of difference between what he says now and what he used to say
only a few years ago. But what I find so strange about your
question is this — how many people questioned Ratan Tata
and Mukesh Ambani when they accepted Gujarat Garima awards from
Narendra Modi, and embraced him in public? It wasn’t a
seminar, was it? They didn’t question him, they didn’t
express their views as individuals, they did not criticize the
mass killing he presided over… they backed him. They said
he would make a great Prime Minister. That’s okay, is
CHAUDHURY: Ditto for Varavara Rao. While their concern for social
justice and critique of the Indian State as it stands may overlap
with your own critique, the Maoists philosophically espouse
armed revolution as the central path to change. In all your
writings, that is not your position. So why choose to share
a dais with Geelani and Varavara Rao at a particularly volatile
moment in Kashmir?
ROY: I have written at length on my views about the Maoists
and am not going to squeeze them into a sentence here. I admire
Varavara Rao in many ways, even if we don’t agree about
everything. But I speak about the Maoists and about what is
happening in Kashmir precisely because it’s important
to do so during critical times such as these, when the media
is acting for the most part like a blood-thirsty propaganda
machine, busy trying to drum the last intelligent thought out
of everybody’s head. This is not theoretical stuff, it’s
about peoples’ lives and safety and dignity. It doesn’t
get more crucial than this.
CHAUDHURY: Again, you are critical of the concept of nation
states and the power they wield over people’s lives. Why
support a man who wants to wrest Kashmir from India and merge
with Pakistan — another extremely (and perhaps more) flawed
ROY: Who is this man I am supposed to be supporting? Geelani?
Are you, of all people, seriously asking this? Could you produce
one thing that I have said that supports the idea of ‘wresting’
Kashmir from India and merging it with Pakistan? Is Geelani
the only man asking for azadi in Kashmir? I support the Kashmiri
peoples’ right to self-determination. That is different
from supporting Geelani.
The second part of the question — yes, I am among those
who are very uncomfortable with the idea of a nation state,
but that questioning has to start from those who live in the
secure heart of powerful states, not from those struggling to
overthrow the yoke of a brutal occupation. Sure, an independent
Kashmiri nation may be a flawed entity, but is independent India
perfect? Are we not asking Kashmiris the same question that
our old colonial masters asked us: are the natives ready for
CHAUDHURY: The controversy over your speeches arises largely
out of one point you made: “Kashmir is not an integral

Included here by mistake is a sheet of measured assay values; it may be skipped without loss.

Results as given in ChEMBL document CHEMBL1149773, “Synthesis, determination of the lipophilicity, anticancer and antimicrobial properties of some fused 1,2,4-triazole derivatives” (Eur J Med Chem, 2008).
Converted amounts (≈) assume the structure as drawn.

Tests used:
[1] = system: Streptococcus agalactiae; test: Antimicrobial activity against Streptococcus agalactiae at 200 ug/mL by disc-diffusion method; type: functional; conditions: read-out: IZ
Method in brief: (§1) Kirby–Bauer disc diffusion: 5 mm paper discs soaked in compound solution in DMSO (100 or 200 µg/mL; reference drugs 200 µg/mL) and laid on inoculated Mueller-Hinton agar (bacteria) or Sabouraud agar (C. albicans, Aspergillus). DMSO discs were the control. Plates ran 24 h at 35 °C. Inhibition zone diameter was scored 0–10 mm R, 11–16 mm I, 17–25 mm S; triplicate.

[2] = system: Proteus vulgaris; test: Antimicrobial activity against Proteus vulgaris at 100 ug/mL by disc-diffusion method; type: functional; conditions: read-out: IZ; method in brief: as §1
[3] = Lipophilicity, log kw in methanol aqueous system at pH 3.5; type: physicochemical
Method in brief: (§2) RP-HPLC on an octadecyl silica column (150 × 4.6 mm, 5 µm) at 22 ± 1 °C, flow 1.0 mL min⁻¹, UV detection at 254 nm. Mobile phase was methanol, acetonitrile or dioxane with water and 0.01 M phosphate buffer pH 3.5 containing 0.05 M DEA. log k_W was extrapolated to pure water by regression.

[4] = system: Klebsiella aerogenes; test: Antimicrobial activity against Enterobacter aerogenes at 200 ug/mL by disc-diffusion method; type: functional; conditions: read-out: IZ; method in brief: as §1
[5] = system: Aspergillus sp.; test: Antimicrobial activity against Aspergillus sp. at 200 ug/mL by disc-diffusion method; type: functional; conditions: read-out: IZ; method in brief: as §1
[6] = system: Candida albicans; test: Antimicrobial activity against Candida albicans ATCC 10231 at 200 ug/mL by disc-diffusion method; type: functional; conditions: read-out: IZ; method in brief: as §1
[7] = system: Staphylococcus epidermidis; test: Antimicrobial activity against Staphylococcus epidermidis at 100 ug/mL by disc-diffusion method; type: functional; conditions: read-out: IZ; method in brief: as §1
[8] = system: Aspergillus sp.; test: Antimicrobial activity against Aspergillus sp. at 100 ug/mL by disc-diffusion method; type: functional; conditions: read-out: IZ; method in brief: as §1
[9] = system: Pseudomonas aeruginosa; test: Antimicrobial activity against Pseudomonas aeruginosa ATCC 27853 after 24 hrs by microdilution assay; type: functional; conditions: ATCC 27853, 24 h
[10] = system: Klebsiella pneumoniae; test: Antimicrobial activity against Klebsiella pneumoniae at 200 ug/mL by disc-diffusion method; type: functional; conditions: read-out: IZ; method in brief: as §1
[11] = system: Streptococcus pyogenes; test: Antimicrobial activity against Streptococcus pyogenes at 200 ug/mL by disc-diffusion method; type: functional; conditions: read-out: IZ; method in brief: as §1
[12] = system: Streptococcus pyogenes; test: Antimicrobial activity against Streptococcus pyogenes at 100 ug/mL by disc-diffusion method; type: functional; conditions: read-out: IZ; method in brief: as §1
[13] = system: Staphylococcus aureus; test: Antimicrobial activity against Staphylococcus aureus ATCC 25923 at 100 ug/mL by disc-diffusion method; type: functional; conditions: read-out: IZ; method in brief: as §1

part of India. That is a historical fact.” Would you like
to elaborate on why you said that? (Historical fact being different
from legitimate sentiment arising out of ill treatment).
history is well known. I’m not going to give people a
primary grade history lesson here. But isn’t the dubious
history of Kashmir’s accession borne out by the present
turmoil? Why does the Indian government have 700,000 soldiers
there? Why are the interlocutors saying “draw up a road
map for azadi,” or calling it a ‘disputed’
territory? Why do we squeeze our eyes shut every time we have
to look at the reality of the streets in Kashmir?
CHAUDHURY: Even among those who defend your right to voice your
views — no matter what they are — there are some
people who say you could have framed your statement a bit differently
to say “Kashmiris don’t feel they are an integral
part of India,” or that “they want the right to
self-determination and they should have that right.” Can
you elaborate on why you wanted to be more categorical than
ROY: What if the British had said “Indians may not feel
they are an integral part of the British Empire, but India is
an integral part of the Empire?” Would that have gone
down well with us? Are these well-intentioned“defenders
of my views unaware of what links people to their land? Does
this well-intentioned defense apply to the Adivasis of Bastar
— that the Adivasis are free to feel that they are not
an integral part of India, but their land (with all its riches)
certainly is! So the Adivasis should translocate their rituals
and traditions to urban slums and leave their lands to the mining
corporations, yes? SHOMA CHAUDHURY: How do you interpret azadi?
Going back to the earlier question about your critique of nation
states, why would you be advocating the birth of a new nation
state? Why not intellectually urge the dilution of nation states
instead — more porous borders, less masculine constructs
based on power and identity.
ROY: It doesn’t matter how I interpret azadi. It matters